CHAPTER II. FIRST KNOWLEDGE OF IMPENDING CONFLICT, 1860-61.
It should be no matter for surprise, therefore, that, as these efforts were observed in Great Britain, a note of uncertainty began to replace the earlier unanimity of opinion that the future of slavery was at stake in America. This offered an easy excuse for a switch-about of sympathy as British commercial and other interests began to be developed, and even dismayed the ardent friends of the anti-slavery North. Meanwhile the Government of Great Britain, from the very first appearance of the cloud of civil war, had focused its attention on the point of what the events in America portended to British interests and policy. This is the business of governments, and their agents would be condemned as inefficient did they neglect it. But did British governmental policy go beyond this entirely justifiable first thought for immediate British interests to the point of positive hope that England would find an advantage in the breaking up of the great American Republic? American opinion, both then and later, believed Great Britain guilty of this offence, but such criticism was tinged with the passions of the Civil War. Yet a more impartial critic, though possibly an unfriendly one because of his official position, made emphatic declaration to like effect. On January 1, 1861, Baron de Brunow, Russian Ambassador at London, reported to St. Petersburg that, "the English Government, at the bottom of its heart, desires the separation of North America into two republics, which will watch each other jealously and counterbalance one the other. Then England, on terms of peace and commerce with both, would have nothing to fear from either; for she would dominate them, restraining them by their rival ambitions."
If, however, one turns from the surmises of foreign diplomats as to the springs of British policy, to the more authentic evidence of official and private diplomatic correspondence, there is found no proof for such accusations. Certainty neither Lord John Russell, Foreign Secretary, nor Lord Lyons, British Minister at Washington, reveal any animus against the United States. Considering his many personal ties with leaders of both factions Lyons, from the first, reported events with wonderful impartiality, and great clarity. On November 12, 1860, he sent to Russell a full description of the clamour raised in the South over the election of Lincoln, enumerated the resignation of Federal officials (calling these "ill-judged measures"), and expressed the opinion that Lincoln was no Radical. He hoped the storm would blow over without damage to the Union. Russell, for his part, was prompt to instruct Lyons and the British consuls not "to seem to favour one party rather than the other," and not to express opinions or to give advice, unless asked for by the State Governments, in which case the advice should be against all violent action as tending toward civil war.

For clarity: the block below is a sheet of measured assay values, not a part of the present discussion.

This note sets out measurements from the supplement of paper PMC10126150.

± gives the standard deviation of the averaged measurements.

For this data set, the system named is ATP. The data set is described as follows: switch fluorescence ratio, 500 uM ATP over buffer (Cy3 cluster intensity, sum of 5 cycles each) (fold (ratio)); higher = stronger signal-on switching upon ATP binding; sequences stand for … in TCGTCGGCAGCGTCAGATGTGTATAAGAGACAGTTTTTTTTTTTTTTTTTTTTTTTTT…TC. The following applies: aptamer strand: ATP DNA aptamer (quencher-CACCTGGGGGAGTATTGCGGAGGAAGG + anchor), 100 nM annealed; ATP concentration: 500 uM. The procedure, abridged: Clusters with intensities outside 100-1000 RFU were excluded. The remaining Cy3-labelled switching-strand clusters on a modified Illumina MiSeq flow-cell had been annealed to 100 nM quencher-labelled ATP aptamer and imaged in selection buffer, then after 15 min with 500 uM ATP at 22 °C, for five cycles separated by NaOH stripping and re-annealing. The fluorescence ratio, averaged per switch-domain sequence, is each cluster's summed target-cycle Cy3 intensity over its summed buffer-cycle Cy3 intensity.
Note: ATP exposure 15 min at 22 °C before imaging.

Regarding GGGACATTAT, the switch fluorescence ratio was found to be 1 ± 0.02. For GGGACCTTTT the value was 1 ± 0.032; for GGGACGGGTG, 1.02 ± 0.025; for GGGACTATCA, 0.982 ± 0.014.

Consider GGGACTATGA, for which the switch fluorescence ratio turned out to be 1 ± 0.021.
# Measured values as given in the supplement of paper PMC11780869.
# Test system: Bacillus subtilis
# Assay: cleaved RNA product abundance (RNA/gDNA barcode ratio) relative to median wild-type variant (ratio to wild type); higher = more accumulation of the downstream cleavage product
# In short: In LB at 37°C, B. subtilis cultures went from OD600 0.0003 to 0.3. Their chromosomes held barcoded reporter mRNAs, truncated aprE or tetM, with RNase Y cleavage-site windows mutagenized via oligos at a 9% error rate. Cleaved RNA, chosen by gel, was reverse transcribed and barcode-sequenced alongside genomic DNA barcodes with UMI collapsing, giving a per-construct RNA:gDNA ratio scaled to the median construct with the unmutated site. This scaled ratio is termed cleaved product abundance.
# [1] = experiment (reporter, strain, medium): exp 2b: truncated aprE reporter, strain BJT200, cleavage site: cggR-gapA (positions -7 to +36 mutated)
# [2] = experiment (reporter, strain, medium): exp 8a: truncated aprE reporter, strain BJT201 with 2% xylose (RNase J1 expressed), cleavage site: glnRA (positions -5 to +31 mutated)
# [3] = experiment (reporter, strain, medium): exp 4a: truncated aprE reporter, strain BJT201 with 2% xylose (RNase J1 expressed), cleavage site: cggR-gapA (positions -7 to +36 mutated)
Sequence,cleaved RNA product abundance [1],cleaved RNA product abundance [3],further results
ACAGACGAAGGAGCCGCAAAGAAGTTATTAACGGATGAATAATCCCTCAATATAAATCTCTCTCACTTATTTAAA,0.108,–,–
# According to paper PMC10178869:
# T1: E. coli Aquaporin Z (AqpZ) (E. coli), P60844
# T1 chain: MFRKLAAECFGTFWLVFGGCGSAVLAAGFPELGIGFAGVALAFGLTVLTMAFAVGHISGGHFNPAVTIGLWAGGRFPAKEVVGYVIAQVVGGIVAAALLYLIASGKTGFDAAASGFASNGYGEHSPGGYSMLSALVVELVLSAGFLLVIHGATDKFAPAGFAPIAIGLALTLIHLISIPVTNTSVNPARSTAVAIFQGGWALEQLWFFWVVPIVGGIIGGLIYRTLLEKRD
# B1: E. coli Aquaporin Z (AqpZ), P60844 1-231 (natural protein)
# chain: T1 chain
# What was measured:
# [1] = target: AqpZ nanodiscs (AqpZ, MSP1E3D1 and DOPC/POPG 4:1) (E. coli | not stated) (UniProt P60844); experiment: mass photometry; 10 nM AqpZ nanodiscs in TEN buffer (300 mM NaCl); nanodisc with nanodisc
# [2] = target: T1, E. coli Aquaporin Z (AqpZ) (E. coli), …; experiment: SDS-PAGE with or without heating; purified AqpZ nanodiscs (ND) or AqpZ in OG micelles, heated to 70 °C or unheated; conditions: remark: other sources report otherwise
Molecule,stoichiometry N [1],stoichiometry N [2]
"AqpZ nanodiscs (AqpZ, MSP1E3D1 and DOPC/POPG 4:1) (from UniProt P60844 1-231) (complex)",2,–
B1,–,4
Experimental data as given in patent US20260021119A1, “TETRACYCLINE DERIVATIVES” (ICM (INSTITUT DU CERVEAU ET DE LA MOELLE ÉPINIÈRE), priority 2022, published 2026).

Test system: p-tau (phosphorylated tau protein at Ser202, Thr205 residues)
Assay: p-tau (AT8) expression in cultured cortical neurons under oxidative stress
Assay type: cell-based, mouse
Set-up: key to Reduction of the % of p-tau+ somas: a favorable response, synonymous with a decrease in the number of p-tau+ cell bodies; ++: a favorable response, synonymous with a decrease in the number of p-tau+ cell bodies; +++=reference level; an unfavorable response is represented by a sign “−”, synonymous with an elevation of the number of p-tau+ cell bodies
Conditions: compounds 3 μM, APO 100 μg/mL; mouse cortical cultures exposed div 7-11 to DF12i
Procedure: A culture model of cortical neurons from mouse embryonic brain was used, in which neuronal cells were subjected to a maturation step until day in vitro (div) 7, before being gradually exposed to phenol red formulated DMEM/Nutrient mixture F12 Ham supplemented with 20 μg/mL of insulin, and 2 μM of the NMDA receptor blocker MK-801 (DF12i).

This bare statement may indeed be interpreted as indicating an eager readiness on Russell's part to accept as final the dissolution of the Union, but such an interpretation is not borne out by a reading of his instructions. Rather he was perplexed, and anxious that British agents should not gain the ill-will of either American faction, an ill-will that would be alike detrimental in the future, whether the Union remained unbroken or was destroyed.
Strict instructions against offering advice are therefore repeated frequently. Meanwhile the first concrete problem requiring British action came from the seizure by South Carolina of the Federal customs house at the port of Charleston, and the attempt of the State authorities to collect port dues customarily paid to Federal officials. British shipowners appealed to Consul Bunch for instructions, he to Lyons, and the latter to the American Secretary of State, Judge Black. This was on December 31, 1860, while Buchanan was still President, and Black's answer was evasive, though asserting that the United States must technically regard the events in South Carolina as acts of violent rebellion. Black refused to state what action would be taken if Bunch advised British shipowners to pay, but a way out of the embarrassment was found by advising such payment to State authorities "under protest" as done "under compulsion." To one of his letters to Bunch on this topic, Lyons appended an expression indicative of his own early attitude. "The domestic slavery of the South is a bitter pill which it will be hard enough to get the English to swallow. But if the Slave Trade is to be added to the dose, the least squeamish British stomach will reject it."